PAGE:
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Judge unseals the warrant the FBI used to search Trump's Florida residence

AILSA CHANG, HOST:

A judge has unsealed the warrant that the FBI used to search the property of former President Trump. Now, the unprecedented search at the Mar-a-Lago resort on Monday has been shrouded in mystery. And now we know a little bit more about what the Justice Department collected. To talk more about that, we're joined now by NPR justice correspondent Carrie Johnson, who has been closely following this story. Hi, Carrie.

CARRIE JOHNSON, BYLINE: Hey, Ailsa.

CHANG: OK, so first things first. What do these new documents tell us about the basis - the legal basis for the FBI search at Mar-a-Lago?

JOHNSON: Sure. We have a set of documents now. First, we have the search warrant, which was approved by a judge who found that probable cause - there was probable cause to believe a crime had been committed. And the second thing we have is a property receipt. That's kind of a list of things the FBI seized from former President Trump's office and basement in Florida this week. The FBI wrote that it took documents at top-secret level. That's a very high level of classification. They also took a grant of clemency to Roger Stone, a longtime political adviser to former President Trump, and some information about the president of France. Federal agents also took other secret papers and a binder of photos but nothing much more specific than that.

CHANG: OK. And to be very clear here, Trump has not been charged with any wrongdoing. But holding onto classified documents is against the law, right, Carrie?

JOHNSON: There are a number of criminal statutes that could come into play here that were mentioned in these court documents, including laws against obstructing federal investigations, another law that makes it a crime to conceal, remove or mutilate government documents. And there's also a section of the Espionage Act that involves gathering, transmitting or losing sensitive information related to the national defense. But to stress here, there's no criminal case against the former president right now. And indicting a former president would be an enormous step for the justice system and for the whole country.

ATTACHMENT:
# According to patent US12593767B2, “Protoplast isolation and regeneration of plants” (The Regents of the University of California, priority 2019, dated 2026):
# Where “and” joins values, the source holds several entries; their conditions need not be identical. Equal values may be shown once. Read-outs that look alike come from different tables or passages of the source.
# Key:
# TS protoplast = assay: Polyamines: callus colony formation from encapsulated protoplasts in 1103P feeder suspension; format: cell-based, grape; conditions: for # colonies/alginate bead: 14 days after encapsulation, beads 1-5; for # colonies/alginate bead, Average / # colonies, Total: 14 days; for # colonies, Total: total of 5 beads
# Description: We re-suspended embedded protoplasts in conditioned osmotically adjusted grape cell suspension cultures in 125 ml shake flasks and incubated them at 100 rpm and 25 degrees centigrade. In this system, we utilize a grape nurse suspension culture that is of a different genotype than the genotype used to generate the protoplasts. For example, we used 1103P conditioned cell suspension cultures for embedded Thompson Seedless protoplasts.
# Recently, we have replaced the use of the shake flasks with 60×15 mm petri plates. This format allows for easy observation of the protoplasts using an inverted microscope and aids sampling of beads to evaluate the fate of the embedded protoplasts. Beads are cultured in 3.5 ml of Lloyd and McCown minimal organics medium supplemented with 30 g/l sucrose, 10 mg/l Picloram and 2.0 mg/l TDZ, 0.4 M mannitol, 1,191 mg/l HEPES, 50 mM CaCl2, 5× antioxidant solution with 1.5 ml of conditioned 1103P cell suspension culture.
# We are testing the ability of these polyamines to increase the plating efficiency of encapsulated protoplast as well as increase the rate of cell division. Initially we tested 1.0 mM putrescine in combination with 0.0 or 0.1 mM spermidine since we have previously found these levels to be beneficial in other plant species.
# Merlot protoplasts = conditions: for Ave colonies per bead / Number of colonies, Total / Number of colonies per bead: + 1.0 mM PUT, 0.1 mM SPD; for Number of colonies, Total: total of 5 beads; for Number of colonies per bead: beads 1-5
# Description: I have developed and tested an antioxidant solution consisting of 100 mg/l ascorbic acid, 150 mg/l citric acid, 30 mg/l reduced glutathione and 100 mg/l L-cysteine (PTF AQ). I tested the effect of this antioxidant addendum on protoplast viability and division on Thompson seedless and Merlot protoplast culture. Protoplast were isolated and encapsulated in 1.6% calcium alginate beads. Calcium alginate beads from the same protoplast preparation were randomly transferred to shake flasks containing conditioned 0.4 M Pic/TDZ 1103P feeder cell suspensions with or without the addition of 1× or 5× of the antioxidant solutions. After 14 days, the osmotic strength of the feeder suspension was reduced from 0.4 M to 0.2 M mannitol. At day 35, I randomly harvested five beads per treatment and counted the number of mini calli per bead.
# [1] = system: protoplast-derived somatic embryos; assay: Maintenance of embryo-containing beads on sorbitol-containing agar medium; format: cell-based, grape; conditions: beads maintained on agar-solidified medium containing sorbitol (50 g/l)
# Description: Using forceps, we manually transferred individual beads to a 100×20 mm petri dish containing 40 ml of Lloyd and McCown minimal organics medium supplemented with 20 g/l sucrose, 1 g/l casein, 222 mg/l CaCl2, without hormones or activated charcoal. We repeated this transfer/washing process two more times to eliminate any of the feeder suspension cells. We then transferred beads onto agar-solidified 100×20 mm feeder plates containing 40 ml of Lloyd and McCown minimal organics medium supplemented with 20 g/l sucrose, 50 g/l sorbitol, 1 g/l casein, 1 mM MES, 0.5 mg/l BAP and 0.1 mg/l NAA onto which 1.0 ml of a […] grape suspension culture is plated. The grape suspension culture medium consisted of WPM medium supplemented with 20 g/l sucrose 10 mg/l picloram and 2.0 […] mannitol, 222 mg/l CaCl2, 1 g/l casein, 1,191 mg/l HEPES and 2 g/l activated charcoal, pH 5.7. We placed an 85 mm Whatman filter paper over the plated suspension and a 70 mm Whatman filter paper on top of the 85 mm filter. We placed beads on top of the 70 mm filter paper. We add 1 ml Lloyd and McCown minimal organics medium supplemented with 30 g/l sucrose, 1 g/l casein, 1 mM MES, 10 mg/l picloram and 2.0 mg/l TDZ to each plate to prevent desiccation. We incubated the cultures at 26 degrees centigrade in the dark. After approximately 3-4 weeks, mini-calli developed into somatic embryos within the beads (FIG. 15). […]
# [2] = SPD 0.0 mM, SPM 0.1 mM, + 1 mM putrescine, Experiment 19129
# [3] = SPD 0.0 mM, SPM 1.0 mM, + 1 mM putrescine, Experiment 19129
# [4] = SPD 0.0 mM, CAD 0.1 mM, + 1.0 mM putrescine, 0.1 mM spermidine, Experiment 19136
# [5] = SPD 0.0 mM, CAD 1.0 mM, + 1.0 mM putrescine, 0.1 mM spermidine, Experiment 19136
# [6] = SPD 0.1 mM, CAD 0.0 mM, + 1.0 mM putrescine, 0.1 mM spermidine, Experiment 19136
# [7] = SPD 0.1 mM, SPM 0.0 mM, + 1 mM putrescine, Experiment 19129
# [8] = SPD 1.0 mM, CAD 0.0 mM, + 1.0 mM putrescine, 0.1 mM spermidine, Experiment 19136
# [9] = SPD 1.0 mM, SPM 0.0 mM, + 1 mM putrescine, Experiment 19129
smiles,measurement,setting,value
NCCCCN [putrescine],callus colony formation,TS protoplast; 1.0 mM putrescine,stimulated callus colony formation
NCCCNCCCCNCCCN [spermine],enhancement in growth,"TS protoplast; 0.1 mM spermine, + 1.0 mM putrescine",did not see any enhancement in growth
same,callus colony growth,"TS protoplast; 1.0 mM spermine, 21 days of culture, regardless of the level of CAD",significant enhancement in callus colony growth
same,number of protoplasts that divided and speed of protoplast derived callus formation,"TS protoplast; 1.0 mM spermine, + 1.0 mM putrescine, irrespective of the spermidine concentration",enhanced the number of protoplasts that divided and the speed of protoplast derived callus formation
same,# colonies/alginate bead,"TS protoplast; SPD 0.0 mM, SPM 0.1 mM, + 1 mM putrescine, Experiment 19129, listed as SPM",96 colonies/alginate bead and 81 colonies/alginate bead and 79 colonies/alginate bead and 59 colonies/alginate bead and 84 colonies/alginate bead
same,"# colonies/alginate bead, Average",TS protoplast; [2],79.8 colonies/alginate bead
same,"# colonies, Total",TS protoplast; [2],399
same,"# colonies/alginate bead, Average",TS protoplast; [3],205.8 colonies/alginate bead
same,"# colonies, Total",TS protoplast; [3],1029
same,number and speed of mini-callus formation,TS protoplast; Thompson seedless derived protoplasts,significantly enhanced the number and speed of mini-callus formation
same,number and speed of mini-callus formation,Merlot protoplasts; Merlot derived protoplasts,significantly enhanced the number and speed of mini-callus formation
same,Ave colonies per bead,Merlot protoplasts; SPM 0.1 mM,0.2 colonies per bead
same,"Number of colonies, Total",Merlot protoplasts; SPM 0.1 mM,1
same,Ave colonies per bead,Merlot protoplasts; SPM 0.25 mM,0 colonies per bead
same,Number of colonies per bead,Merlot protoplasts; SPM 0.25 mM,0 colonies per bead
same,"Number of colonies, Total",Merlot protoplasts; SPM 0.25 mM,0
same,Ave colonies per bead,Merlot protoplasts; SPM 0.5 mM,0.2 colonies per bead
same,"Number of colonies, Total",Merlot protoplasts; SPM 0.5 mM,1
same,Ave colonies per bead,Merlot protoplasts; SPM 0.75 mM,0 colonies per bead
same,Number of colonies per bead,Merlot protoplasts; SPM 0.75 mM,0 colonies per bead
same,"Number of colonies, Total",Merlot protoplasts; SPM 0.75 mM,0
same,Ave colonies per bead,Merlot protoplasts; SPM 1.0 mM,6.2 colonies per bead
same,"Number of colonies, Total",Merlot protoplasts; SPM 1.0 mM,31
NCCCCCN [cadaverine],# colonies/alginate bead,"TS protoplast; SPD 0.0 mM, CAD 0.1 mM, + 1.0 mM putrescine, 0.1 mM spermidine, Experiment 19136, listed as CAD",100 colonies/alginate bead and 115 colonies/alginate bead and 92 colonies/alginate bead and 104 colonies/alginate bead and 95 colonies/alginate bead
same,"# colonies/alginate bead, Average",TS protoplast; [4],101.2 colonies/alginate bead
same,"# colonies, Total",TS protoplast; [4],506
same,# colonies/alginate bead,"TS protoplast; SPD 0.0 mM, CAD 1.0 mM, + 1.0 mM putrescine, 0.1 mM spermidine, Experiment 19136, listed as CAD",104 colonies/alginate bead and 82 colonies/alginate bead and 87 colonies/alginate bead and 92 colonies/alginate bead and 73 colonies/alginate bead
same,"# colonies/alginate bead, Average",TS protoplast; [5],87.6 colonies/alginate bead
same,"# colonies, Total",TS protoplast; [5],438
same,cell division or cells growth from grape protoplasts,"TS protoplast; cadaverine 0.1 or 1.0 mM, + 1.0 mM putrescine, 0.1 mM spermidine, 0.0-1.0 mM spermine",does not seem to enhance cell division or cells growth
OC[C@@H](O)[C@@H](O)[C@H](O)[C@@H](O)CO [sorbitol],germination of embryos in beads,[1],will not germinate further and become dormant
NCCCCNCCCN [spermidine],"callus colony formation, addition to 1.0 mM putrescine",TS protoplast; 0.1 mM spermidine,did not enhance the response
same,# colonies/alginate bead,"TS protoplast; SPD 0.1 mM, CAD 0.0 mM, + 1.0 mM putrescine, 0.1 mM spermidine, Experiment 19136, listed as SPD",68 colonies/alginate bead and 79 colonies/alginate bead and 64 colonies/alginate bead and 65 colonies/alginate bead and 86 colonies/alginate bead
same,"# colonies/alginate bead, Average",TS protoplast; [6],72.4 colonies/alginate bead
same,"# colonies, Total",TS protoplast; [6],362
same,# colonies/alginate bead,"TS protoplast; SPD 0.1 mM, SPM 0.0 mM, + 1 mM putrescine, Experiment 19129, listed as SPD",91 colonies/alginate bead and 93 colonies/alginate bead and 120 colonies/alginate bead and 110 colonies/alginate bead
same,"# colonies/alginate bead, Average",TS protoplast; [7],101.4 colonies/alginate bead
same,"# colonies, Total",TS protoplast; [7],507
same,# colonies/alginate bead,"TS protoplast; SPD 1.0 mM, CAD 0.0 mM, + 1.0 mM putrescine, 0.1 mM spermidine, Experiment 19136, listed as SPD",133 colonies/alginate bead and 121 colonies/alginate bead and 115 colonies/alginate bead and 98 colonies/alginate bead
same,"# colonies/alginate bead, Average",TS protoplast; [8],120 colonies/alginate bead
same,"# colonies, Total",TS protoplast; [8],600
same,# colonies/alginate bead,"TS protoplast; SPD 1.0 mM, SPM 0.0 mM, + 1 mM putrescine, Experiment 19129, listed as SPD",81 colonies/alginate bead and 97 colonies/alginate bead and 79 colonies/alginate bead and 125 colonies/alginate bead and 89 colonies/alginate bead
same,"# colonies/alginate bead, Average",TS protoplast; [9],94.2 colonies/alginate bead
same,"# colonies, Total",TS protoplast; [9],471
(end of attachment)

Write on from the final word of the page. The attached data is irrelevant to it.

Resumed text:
CHANG: Absolutely. OK. Now, I know there's a whole lot more that remains under seal, including an affidavit that would explain why the Justice Department decided to take action. When do you think we might see that affidavit?

JOHNSON: Yeah, hard to say right now. A number of media organizations have asked the court to release that affidavit, which would explain the reason why the FBI thought there was probable cause and thought they would find that evidence at Mar-a-Lago. In typical cases, the public doesn't see this kind of stuff until someone's charged with a crime and then is then challenging the basis for the search.

CHANG: Right.

JOHNSON: But at this stage, the DOJ doesn't usually say anything. Attorney General Merrick Garland explained why this case is different in a short statement on Thursday.

(SOUNDBITE OF ARCHIVED RECORDING)

MERRICK GARLAND: The department filed the motion to make public the warrant and receipt in light of the former president's public confirmation of the search, the surrounding circumstances and the substantial public interest in this matter.

JOHNSON: Attorney General Garland asked the judge to make these pages public, and Trump did not object, which is why we're seeing them now.

CHANG: Right. OK. And just catch us up. What has Trump been saying about this search so far?

JOHNSON: Trump's been all over the map this week. First, he claimed, without evidence, the FBI had planted evidence in Florida. And then he posted on social media the idea of this whole matter is a hoax, like the probe of Russian election interference in 2016, which was not a hoax. And earlier today Trump said former President Obama took materials when he left the White House, and Trump alleged some of those documents were classified. That prompted the National Archives to put out a statement refuting those claims. The archive says it worked closely with Obama and has millions of pages of documents and more classified documents, but none of them are in Obama's control. They're all under the archive's control, unlike these materials found at Mar-a-Lago this week.

CHANG: That is NPR justice correspondent Carrie Johnson. Thank you, Carrie.

JOHNSON: My pleasure. Transcript provided by NPR, Copyright NPR.

Carrie Johnson is a justice correspondent for the Washington Desk.